Don’t let Epilepsy rule your LIFE

Don’t let Epilepsy rule your LIFE
Understanding epilepsy is key to control seizures

As a woman, you have many dynamic roles to play in the society. Nothing should hinder with your capabilities to lead a healthy and successful family and professional life — not even epilepsy, which is a neurological disorder. No matter what stage of life you are at, the foremost thing you should do to improve your seizure control and overall health is to educate yourself about epilepsy. Also, maintain an open line of communication with your doctor and take an active role in your treatment.

Women with epilepsy, however continue to face misunderstanding about their conditions. As a result they face discrimination in the society. The impact of the neurological disorder, epilepsy is on the minds of thousands of women and girls who are living with it. Those who want to get pregnant worry about a number of things related to pregnancy and motherhood. However, it’s time that fear of seizures and drug side effects do not hold you back from embracing the bliss of motherhood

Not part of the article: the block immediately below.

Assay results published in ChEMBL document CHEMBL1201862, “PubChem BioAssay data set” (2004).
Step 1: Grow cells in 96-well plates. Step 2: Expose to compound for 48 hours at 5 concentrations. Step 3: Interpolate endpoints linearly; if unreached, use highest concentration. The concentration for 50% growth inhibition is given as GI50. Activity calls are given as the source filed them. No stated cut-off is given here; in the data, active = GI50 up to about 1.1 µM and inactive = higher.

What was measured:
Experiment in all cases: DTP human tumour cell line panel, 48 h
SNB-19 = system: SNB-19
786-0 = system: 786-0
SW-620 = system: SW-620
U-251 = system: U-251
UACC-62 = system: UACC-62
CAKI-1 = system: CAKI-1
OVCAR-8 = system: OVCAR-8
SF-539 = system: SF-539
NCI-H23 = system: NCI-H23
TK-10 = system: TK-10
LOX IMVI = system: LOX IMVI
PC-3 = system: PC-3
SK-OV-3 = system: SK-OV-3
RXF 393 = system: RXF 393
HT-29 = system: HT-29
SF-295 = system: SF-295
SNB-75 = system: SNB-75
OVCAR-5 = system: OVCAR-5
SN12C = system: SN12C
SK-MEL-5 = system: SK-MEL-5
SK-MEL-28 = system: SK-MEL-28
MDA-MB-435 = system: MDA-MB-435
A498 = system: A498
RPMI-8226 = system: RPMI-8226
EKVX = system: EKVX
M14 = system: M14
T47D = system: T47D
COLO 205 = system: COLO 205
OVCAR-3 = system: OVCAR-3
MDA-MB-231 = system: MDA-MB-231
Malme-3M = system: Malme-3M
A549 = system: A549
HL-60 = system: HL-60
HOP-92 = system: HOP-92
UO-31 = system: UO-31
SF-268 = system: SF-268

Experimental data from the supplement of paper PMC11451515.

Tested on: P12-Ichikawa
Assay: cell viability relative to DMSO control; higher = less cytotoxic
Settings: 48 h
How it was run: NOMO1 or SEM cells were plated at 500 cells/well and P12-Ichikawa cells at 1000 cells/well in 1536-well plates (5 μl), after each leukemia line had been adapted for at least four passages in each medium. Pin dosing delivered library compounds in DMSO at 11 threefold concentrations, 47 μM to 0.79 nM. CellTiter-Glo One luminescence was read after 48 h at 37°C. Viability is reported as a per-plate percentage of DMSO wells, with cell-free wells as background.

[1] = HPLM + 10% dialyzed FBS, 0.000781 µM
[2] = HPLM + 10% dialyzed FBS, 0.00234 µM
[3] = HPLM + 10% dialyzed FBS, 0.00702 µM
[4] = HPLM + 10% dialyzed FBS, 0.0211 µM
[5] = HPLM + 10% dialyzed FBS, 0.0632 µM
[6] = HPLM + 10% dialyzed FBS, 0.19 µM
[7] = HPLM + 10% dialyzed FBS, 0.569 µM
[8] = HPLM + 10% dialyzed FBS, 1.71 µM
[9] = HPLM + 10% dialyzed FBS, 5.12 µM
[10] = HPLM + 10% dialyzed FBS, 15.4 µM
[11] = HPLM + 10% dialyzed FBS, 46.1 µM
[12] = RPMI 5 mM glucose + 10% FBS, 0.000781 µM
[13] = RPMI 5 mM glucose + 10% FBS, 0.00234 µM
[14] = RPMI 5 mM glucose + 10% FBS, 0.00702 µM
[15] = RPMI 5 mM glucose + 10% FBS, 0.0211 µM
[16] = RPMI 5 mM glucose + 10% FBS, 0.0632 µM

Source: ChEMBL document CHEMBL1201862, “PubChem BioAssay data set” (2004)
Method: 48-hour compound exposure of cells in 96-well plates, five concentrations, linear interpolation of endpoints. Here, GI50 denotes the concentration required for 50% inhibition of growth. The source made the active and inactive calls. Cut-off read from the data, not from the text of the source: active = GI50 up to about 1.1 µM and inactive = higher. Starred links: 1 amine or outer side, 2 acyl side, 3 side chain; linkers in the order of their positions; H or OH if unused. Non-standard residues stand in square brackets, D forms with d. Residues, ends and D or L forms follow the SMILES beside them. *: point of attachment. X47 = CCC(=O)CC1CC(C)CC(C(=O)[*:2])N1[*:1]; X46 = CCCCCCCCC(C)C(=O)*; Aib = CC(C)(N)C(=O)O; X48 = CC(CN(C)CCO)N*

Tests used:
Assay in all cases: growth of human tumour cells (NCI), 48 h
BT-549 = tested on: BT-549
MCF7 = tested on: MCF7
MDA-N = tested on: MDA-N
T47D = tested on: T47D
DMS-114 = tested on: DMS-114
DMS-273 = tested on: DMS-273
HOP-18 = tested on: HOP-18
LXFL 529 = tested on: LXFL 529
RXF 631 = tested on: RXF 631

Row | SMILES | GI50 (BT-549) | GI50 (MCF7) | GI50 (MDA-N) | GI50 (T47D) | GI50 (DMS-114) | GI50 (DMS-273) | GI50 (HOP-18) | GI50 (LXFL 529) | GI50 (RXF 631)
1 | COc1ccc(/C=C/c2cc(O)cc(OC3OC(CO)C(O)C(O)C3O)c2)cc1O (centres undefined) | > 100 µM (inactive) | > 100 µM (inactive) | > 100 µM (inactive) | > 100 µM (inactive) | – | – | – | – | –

Dr. SK Poddar MD (Med), DM (Neurology), Neurology Centre states “Many women with epilepsy have children and a normal family life. Having epilepsy doesn’t usually make it hard for woman to get pregnant. Though some women with epilepsy may have a condition called polycystic ovarian syndrome (PCOS), which is associated with irregular periods and weight gain that can also affect reproductive health. However, epileptic women can successfully become pregnant with appropriate measures. So, one should consult her doctor for all the queries she has in her mind.”